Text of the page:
One of the best ways to see how a company is doing is by looking at the caliber of people it attracts. With that in mind, it's impressive to see whom open-source enterprise resource-planning vendor Openbravo just recruited:
Jesper Balser, co-founder and former CEO of Navision, a leading ERP vendor acquired by Microsoft in 2002, is the newest member of its board of directors.
In addition, Openbravo has hired Cees Poortman, another veteran of Navision and Microsoft, as its vice president of global commercial operations.
While open source has made its mark in just about every product segment within enterprise software, ERP (enterprise resource planning) has remained firmly proprietary. As CIO.com's Thomas Wailgum suggests, however, the time may be ripe for change.
The reason? Years of empty promises and overloaded invoices from the incumbent ERP vendors may finally ring hollow in a global recession:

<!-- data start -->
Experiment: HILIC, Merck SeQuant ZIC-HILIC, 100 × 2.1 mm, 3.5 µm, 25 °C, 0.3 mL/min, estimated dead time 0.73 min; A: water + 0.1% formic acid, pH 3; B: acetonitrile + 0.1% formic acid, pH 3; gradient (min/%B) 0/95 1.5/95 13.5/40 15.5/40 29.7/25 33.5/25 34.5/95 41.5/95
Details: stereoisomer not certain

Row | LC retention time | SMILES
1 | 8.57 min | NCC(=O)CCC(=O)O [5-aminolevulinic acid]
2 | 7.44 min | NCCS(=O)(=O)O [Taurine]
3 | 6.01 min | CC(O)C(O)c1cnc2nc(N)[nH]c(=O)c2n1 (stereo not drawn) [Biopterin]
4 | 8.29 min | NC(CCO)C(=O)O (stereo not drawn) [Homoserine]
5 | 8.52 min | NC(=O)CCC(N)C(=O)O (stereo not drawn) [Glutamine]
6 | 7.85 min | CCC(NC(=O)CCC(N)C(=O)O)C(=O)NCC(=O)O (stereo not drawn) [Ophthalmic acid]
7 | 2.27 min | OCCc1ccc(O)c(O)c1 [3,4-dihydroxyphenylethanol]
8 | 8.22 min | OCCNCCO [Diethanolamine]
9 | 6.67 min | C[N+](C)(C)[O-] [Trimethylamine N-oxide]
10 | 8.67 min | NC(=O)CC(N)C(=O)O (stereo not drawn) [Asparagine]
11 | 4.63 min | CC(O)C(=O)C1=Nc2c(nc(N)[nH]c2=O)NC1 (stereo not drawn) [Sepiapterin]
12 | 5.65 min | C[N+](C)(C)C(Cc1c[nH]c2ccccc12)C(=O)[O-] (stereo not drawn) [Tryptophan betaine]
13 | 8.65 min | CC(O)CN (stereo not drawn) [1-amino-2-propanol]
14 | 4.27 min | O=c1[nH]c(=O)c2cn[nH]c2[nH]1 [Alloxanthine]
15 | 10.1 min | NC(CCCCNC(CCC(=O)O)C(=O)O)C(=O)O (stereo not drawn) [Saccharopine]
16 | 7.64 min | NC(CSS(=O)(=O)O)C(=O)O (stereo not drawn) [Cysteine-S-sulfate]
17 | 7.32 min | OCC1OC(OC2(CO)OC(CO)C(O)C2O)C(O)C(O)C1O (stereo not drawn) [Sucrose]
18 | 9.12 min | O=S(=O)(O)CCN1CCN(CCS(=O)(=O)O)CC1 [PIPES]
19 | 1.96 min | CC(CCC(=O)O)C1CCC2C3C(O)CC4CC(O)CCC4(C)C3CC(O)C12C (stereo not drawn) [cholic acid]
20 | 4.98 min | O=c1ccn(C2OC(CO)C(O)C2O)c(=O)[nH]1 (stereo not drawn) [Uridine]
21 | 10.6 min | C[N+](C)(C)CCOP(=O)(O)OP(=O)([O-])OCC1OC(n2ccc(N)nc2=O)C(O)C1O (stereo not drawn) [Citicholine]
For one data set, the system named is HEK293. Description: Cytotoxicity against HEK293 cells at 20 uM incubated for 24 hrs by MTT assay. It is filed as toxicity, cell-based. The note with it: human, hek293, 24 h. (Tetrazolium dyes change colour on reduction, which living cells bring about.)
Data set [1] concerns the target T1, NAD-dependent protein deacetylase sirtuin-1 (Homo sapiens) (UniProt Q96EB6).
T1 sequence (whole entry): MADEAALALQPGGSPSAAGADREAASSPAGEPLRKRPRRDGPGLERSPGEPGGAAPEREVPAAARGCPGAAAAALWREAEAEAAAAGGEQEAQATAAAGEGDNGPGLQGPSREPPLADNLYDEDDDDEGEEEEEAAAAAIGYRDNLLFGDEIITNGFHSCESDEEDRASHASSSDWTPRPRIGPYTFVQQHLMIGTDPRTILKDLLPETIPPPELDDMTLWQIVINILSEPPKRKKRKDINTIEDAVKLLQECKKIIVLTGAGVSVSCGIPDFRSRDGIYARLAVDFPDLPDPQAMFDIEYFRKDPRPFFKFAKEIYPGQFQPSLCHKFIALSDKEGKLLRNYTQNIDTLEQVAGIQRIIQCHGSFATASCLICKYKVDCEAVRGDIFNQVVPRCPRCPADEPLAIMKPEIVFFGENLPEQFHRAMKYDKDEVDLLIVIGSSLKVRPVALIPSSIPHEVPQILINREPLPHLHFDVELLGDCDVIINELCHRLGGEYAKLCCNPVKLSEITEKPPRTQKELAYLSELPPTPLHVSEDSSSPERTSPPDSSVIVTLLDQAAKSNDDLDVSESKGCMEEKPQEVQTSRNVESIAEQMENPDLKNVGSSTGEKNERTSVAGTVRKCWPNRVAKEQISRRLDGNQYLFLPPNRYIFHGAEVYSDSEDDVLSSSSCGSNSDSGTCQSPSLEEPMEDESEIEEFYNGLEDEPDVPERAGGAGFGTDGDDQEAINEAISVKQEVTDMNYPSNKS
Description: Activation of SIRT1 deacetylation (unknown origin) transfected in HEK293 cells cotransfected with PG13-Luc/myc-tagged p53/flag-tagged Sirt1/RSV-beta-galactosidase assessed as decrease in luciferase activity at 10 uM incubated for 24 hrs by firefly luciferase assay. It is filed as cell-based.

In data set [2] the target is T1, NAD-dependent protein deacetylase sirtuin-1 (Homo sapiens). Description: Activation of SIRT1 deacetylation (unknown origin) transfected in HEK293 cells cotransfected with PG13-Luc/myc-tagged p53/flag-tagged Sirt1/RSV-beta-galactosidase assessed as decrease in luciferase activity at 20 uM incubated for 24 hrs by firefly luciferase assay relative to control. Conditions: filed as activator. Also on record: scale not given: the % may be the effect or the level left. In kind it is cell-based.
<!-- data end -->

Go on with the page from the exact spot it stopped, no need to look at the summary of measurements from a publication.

Does a massive, 18-month, multimillion-dollar ERP rollout, with the odds of implementation and user acceptance stacked against you and 22 percent annual maintenance costs to boot, seem appropriate now?
ERP industry guru Vinnie Mirchandani likes to say that there … Read more
Portland is one of my favorite cities on the planet, and today I learned to love it even more. Portland's transportation agency, TriMet, has been using open-source Openbravo POS since 2007 in its automated system to sell tickets and passes to the public. $4.5 million in transactions later, Openbravo POS continues to deliver.